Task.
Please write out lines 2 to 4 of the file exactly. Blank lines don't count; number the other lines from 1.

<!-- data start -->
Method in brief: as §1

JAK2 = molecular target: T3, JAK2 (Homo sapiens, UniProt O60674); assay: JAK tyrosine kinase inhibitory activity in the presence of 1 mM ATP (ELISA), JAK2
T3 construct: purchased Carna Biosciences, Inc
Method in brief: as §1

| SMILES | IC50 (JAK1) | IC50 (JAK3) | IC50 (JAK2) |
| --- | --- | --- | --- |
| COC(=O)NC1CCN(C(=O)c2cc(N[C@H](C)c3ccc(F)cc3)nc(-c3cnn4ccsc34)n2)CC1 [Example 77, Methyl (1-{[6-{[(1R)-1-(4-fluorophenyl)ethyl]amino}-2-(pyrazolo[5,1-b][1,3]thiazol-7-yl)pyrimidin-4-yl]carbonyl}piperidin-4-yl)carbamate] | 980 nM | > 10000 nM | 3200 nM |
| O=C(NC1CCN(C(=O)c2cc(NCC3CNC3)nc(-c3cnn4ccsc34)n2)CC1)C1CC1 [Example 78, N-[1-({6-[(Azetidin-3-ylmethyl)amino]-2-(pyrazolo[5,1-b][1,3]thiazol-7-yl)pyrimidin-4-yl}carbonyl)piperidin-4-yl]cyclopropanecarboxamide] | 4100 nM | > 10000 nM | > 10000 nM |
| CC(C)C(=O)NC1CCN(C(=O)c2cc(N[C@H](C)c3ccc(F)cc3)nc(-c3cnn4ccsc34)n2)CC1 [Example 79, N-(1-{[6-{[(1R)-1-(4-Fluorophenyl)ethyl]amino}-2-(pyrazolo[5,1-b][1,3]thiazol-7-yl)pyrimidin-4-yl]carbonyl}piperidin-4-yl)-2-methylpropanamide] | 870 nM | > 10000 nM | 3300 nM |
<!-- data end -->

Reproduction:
JAK2 = molecular target: T3, JAK2 (Homo sapiens, UniProt O60674); assay: JAK tyrosine kinase inhibitory activity in the presence of 1 mM ATP (ELISA), JAK2
T3 construct: purchased Carna Biosciences, Inc
Method in brief: as §1